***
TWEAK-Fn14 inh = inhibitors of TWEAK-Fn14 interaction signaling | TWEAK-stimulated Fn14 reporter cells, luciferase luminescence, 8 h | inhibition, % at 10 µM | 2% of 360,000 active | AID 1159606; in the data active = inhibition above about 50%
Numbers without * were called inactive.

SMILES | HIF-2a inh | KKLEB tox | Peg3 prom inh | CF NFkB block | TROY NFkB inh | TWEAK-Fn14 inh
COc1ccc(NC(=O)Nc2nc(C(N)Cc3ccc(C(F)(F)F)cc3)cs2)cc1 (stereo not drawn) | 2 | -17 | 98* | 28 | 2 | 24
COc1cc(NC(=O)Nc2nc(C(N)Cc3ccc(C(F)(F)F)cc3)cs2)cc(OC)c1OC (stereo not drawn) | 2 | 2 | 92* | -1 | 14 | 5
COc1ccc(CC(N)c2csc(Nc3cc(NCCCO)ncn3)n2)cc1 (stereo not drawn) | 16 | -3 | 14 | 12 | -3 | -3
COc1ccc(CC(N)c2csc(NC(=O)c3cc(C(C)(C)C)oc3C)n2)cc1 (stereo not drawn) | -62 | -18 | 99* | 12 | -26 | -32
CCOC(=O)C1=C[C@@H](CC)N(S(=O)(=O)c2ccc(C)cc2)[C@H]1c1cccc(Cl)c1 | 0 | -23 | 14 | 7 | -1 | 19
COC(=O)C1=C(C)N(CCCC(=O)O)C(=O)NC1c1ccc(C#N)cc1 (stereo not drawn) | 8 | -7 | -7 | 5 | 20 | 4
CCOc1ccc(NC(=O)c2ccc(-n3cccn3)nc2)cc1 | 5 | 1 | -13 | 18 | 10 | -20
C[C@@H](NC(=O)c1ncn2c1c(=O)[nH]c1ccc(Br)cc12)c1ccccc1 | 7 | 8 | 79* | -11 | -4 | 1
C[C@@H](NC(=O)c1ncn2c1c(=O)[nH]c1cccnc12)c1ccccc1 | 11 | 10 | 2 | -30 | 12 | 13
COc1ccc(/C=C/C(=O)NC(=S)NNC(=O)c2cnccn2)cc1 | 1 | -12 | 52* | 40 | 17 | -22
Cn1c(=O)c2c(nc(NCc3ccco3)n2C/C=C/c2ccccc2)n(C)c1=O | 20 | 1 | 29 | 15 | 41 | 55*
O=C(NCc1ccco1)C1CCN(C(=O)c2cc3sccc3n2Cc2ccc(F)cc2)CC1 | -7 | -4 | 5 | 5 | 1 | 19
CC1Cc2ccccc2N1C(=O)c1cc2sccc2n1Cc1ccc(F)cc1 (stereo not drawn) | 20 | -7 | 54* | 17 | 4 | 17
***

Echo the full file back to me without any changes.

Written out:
TWEAK-Fn14 inh = inhibitors of TWEAK-Fn14 interaction signaling | TWEAK-stimulated Fn14 reporter cells, luciferase luminescence, 8 h | inhibition, % at 10 µM | 2% of 360,000 active | AID 1159606; in the data active = inhibition above about 50%
Numbers without * were called inactive.

SMILES | HIF-2a inh | KKLEB tox | Peg3 prom inh | CF NFkB block | TROY NFkB inh | TWEAK-Fn14 inh
COc1ccc(NC(=O)Nc2nc(C(N)Cc3ccc(C(F)(F)F)cc3)cs2)cc1 (stereo not drawn) | 2 | -17 | 98* | 28 | 2 | 24
COc1cc(NC(=O)Nc2nc(C(N)Cc3ccc(C(F)(F)F)cc3)cs2)cc(OC)c1OC (stereo not drawn) | 2 | 2 | 92* | -1 | 14 | 5
COc1ccc(CC(N)c2csc(Nc3cc(NCCCO)ncn3)n2)cc1 (stereo not drawn) | 16 | -3 | 14 | 12 | -3 | -3
COc1ccc(CC(N)c2csc(NC(=O)c3cc(C(C)(C)C)oc3C)n2)cc1 (stereo not drawn) | -62 | -18 | 99* | 12 | -26 | -32
CCOC(=O)C1=C[C@@H](CC)N(S(=O)(=O)c2ccc(C)cc2)[C@H]1c1cccc(Cl)c1 | 0 | -23 | 14 | 7 | -1 | 19
COC(=O)C1=C(C)N(CCCC(=O)O)C(=O)NC1c1ccc(C#N)cc1 (stereo not drawn) | 8 | -7 | -7 | 5 | 20 | 4
CCOc1ccc(NC(=O)c2ccc(-n3cccn3)nc2)cc1 | 5 | 1 | -13 | 18 | 10 | -20
C[C@@H](NC(=O)c1ncn2c1c(=O)[nH]c1ccc(Br)cc12)c1ccccc1 | 7 | 8 | 79* | -11 | -4 | 1
C[C@@H](NC(=O)c1ncn2c1c(=O)[nH]c1cccnc12)c1ccccc1 | 11 | 10 | 2 | -30 | 12 | 13
COc1ccc(/C=C/C(=O)NC(=S)NNC(=O)c2cnccn2)cc1 | 1 | -12 | 52* | 40 | 17 | -22
Cn1c(=O)c2c(nc(NCc3ccco3)n2C/C=C/c2ccccc2)n(C)c1=O | 20 | 1 | 29 | 15 | 41 | 55*
O=C(NCc1ccco1)C1CCN(C(=O)c2cc3sccc3n2Cc2ccc(F)cc2)CC1 | -7 | -4 | 5 | 5 | 1 | 19
CC1Cc2ccccc2N1C(=O)c1cc2sccc2n1Cc1ccc(F)cc1 (stereo not drawn) | 20 | -7 | 54* | 17 | 4 | 17